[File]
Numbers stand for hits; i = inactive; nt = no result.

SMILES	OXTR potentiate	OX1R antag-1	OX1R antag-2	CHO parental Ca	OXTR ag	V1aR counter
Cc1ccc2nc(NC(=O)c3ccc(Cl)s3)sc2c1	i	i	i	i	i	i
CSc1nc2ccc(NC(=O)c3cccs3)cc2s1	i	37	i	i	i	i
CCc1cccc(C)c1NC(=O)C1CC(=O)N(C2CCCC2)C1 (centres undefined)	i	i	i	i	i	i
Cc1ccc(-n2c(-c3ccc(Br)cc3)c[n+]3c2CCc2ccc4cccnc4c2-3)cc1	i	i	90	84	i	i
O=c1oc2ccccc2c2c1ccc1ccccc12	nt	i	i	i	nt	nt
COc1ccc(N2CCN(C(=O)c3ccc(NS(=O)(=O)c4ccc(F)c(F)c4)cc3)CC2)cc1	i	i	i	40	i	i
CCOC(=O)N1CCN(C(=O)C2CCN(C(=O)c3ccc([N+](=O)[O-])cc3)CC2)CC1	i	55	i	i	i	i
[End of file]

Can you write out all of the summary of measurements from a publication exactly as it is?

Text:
Numbers stand for hits; i = inactive; nt = no result.

SMILES	OXTR potentiate	OX1R antag-1	OX1R antag-2	CHO parental Ca	OXTR ag	V1aR counter
Cc1ccc2nc(NC(=O)c3ccc(Cl)s3)sc2c1	i	i	i	i	i	i
CSc1nc2ccc(NC(=O)c3cccs3)cc2s1	i	37	i	i	i	i
CCc1cccc(C)c1NC(=O)C1CC(=O)N(C2CCCC2)C1 (centres undefined)	i	i	i	i	i	i
Cc1ccc(-n2c(-c3ccc(Br)cc3)c[n+]3c2CCc2ccc4cccnc4c2-3)cc1	i	i	90	84	i	i
O=c1oc2ccccc2c2c1ccc1ccccc12	nt	i	i	i	nt	nt
COc1ccc(N2CCN(C(=O)c3ccc(NS(=O)(=O)c4ccc(F)c(F)c4)cc3)CC2)cc1	i	i	i	40	i	i
CCOC(=O)N1CCN(C(=O)C2CCN(C(=O)c3ccc([N+](=O)[O-])cc3)CC2)CC1	i	55	i	i	i	i